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    Sep 26, 2010 5:47 PM GMT
    Friendsrbetter said
    CaliBoySwag saidDon't torture yourself. You can always have a new best friend. The best way to overcome an old love is to find a new love.


    Obviously NOT a dog owner... or lover!!! Shame on you!!

    Uhhh...

    I actually think CaliBoySwag wasn't too far off. The new dog won't be able to completely cover the memory of the old one, but it will help fill the void. I've had over 7 dogs in my lifetime and seen them die up close and personal each time. Yes, you're going to miss what you had... but you will move on too and appreciate the other in a new light. icon_smile.gif
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    Sep 26, 2010 5:50 PM GMT

    In MY opinion.. and out of respect for Baiser, it would be best NOT to run out and get another dog... the healing should take precedence over "filling the void".
  • Thirdbeach

    Posts: 1364

    Sep 26, 2010 5:52 PM GMT
    It is tough, I went through it last year..
    Take time to grieve, and let your life continue.

    You'll get another dog when you two are ready.
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    Sep 26, 2010 5:55 PM GMT
    Friendsrbetter said
    In MY opinion.. and out of respect for Baiser, it would be best NOT to run out and get another dog... the healing should take precedence over "filling the void".

    No one said to run out to the pound the next day... Obviously time is a factor.
  • MuscleComeBac...

    Posts: 2376

    Sep 26, 2010 5:59 PM GMT
    Coping with Pet Loss
    by Moira Anderson Allen, M.Ed.

    Anyone who considers a pet a beloved friend, companion, or family member knows the intense pain that accompanies the loss of that friend. Following are some tips on coping with that grief, and with the difficult decisions one faces upon the loss of a pet.

    1. Am I crazy to hurt so much?

    Intense grief over the loss of a pet is normal and natural. Don't let anyone tell you that it's silly, crazy, or overly sentimental to grieve!

    During the years you spent with your pet (even if they were few), it became a significant and constant part of your life. It was a source of comfort and companionship, of unconditional love and acceptance, of fun and joy. So don't be surprised if you feel devastated by the loss of such a relationship.

    People who don't understand the pet/owner bond may not understand your pain. All that matters, however, is how you feel. Don't let others dictate your feelings: They are valid, and may be extremely painful. But remember, you are not alone: Thousands of pet owners have gone through the same feelings.

    2. What Can I Expect to Feel?

    Different people experience grief in different ways. Besides your sorrow and loss, you may also experience the following emotions:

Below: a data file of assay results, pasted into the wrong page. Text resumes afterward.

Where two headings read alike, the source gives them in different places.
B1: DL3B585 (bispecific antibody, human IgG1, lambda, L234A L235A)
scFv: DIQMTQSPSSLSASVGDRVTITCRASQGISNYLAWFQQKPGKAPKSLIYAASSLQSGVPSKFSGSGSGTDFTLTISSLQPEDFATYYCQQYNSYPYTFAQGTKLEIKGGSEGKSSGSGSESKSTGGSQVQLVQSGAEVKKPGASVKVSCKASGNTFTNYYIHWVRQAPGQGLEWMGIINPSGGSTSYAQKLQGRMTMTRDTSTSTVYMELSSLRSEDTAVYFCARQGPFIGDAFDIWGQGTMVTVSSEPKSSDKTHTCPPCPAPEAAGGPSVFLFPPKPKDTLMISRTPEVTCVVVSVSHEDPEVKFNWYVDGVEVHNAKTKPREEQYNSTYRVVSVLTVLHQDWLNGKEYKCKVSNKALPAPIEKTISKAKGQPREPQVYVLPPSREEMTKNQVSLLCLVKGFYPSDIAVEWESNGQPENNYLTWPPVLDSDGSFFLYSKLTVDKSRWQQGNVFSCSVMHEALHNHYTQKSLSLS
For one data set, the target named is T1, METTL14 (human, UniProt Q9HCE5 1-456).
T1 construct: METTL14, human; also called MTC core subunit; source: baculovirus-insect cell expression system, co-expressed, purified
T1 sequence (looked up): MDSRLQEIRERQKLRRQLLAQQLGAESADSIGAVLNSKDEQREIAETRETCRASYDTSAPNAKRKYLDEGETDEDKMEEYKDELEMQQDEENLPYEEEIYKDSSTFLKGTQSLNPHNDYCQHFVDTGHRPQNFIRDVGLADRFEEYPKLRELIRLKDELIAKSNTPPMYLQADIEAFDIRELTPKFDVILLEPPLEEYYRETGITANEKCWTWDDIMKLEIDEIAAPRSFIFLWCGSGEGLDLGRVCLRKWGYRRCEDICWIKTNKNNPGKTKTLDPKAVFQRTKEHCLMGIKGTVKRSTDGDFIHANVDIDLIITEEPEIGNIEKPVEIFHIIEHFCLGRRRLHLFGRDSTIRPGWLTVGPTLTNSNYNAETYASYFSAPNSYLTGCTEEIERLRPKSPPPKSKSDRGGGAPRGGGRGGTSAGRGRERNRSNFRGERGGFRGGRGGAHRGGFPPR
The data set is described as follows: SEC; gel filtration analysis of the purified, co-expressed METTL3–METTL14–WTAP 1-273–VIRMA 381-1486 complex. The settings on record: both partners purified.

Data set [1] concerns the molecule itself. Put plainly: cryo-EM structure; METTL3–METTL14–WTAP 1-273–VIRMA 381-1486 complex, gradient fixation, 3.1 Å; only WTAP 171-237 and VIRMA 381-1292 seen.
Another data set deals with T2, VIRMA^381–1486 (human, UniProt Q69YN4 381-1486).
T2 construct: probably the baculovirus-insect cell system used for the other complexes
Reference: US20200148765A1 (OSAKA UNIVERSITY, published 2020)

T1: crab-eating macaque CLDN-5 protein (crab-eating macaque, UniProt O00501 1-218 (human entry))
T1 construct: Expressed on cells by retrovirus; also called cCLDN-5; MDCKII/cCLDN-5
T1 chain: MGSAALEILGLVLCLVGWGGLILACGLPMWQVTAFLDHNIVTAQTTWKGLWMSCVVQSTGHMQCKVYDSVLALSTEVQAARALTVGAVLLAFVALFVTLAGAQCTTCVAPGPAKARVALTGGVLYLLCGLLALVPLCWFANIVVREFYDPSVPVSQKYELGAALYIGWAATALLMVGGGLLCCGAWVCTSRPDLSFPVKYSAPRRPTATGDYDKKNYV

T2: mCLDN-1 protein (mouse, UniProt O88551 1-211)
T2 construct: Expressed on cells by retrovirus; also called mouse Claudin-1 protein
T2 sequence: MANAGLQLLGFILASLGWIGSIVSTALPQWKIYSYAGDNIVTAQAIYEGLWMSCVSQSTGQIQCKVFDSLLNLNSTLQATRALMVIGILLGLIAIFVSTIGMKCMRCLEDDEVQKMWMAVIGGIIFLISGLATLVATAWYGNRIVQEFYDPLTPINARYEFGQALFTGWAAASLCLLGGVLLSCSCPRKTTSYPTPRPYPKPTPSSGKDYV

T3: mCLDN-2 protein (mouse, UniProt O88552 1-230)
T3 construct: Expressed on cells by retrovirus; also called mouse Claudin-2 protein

Guilt may occur if you feel responsible for your pet's death-the "if only I had been more careful" syndrome. It is pointless and often erroneous to burden yourself with guilt for the accident or illness that claimed your pet's life, and only makes it more difficult to resolve your grief.
    Denial makes it difficult to accept that your pet is really gone. It's hard to imagine that your pet won't greet you when you come home, or that it doesn't need its evening meal. Some pet owners carry this to extremes, and fear their pet is still alive and suffering somewhere. Others find it hard to get a new pet for fear of being "disloyal" to the old.
    Anger may be directed at the illness that killed your pet, the driver of the speeding car, the veterinarian who "failed" to save its life. Sometimes it is justified, but when carried to extremes, it distracts you from the important task of resolving your grief.
    Depression is a natural consequence of grief, but can leave you powerless to cope with your feelings. Extreme depression robs you of motivation and energy, causing you to dwell upon your sorrow.
    3. What can I do about my feelings?

    The most important step you can take is to be honest about your feelings. Don't deny your pain, or your feelings of anger and guilt. Only by examining and coming to terms with your feelings can you begin to work through them.

    You have a right to feel pain and grief! Someone you loved has died, and you feel alone and bereaved. You have a right to feel anger and guilt, as well. Acknowledge your feelings first, then ask yourself whether the circumstances actually justify them.

    Locking away grief doesn't make it go away. Express it. Cry, scream, pound the floor, talk it out. Do what helps you the most. Don't try to avoid grief by not thinking about your pet; instead, reminisce about the good times. This will help you understand what your pet's loss actually means to you.